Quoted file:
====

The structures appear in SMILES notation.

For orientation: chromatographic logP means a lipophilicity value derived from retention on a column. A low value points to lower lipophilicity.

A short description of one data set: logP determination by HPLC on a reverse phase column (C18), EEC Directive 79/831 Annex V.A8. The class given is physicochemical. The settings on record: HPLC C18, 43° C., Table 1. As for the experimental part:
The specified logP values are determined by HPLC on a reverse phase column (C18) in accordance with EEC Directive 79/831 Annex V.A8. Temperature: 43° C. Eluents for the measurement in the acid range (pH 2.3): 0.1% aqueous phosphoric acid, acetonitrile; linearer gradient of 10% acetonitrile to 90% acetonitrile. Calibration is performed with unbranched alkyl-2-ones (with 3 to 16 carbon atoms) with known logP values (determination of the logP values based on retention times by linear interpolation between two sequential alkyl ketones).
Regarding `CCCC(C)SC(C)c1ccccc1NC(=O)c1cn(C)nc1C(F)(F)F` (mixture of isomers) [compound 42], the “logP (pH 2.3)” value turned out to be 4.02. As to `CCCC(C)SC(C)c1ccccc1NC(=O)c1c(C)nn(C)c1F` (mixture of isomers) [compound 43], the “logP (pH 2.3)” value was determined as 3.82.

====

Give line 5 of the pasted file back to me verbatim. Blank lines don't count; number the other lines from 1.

Regarding `CCCC(C)SC(C)c1ccccc1NC(=O)c1cn(C)nc1C(F)(F)F` (mixture of isomers) [compound 42], the “logP (pH 2.3)” value turned out to be 4.02. As to `CCCC(C)SC(C)c1ccccc1NC(=O)c1c(C)nn(C)c1F` (mixture of isomers) [compound 43], the “logP (pH 2.3)” value was determined as 3.82.